Hektoen Enteric Agar is used for the isolation and differentiation of enteric pathogens in a laboratory setting. Hektoen Enteric Agar is not intended for use in the diagnosis of disease or other conditions in humans.
Hektoen Enteric Agar was developed in 1967 by King and Metzger. Compared to other enteric differentiating media commonly used, Hektoen Enteric Agar increased the isolation rate of Salmonella spp. and Shigella spp. This was accomplished by increasing the carbohydrate and peptone content of the medium in order to counteract the inhibitory effects of bile salts and indicators. King and Metzger formulated a medium that slightly inhibited growth of Salmonella and Shigella, while inhibiting Gram-positive microorganisms.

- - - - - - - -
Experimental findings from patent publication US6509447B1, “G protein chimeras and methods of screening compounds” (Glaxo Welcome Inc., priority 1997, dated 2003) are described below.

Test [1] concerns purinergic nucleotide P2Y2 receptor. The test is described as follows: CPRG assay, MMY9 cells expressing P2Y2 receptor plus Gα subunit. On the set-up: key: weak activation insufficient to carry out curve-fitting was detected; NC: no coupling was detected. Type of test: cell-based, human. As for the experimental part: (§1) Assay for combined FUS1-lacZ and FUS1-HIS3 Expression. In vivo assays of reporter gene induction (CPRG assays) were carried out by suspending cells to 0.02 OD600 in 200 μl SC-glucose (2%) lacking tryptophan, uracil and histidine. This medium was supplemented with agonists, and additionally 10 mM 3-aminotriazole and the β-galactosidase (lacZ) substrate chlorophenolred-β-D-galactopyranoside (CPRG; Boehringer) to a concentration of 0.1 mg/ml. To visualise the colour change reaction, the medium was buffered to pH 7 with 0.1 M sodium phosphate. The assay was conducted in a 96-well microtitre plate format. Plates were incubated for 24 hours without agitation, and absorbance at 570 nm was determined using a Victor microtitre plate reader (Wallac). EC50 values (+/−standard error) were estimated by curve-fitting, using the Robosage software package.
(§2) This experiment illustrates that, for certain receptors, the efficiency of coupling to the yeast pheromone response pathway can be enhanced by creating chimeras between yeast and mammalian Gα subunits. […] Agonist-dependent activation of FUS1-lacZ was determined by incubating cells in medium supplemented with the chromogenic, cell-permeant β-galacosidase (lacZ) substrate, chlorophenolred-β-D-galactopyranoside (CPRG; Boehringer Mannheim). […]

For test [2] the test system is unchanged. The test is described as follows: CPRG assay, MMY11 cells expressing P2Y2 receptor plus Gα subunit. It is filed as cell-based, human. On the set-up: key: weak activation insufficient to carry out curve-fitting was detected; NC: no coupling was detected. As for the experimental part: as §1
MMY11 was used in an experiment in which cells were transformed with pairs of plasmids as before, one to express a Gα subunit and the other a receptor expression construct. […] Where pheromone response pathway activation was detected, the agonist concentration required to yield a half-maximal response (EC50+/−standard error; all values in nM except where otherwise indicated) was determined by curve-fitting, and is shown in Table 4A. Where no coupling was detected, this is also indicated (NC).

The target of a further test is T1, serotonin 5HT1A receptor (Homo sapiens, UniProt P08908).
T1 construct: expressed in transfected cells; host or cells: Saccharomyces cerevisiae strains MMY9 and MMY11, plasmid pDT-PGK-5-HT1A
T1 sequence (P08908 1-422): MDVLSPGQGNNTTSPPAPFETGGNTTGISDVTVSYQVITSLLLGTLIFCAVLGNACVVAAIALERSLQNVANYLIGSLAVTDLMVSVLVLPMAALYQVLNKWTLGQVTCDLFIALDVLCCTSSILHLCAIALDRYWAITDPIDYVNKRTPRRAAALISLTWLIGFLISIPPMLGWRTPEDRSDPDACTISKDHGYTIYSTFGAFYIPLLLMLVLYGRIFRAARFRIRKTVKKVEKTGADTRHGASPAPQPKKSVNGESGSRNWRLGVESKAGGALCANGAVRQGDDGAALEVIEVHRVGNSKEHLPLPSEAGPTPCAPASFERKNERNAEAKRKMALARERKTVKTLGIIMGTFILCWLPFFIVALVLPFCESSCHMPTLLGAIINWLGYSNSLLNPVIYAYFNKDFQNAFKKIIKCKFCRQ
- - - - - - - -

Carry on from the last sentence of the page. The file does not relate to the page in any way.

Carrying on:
|Enzymatic Digest of Animal Tissue||16.5 g|
|Yeast Extract||3 g|
|Bile Salts Mixture||4.5 g|
|Sodium Chloride||5 g|
|Sodium Thiosulfate||5 g|
|Ferric Ammonium Citrate||1.5 g|
|Bromthymol Blue||0.065 g|
|Acid Fuchsin||0.1 g|
Final pH: 7.6 ± 0.2 at 25°C
Formula may be adjusted and/or supplemented as required to meet performance specifications.
|Product #||Product Description|
|7138A||Hektoen Enteric Agar, 500 g|
|7138T||Hektoen Enteric Agar, 5 kg|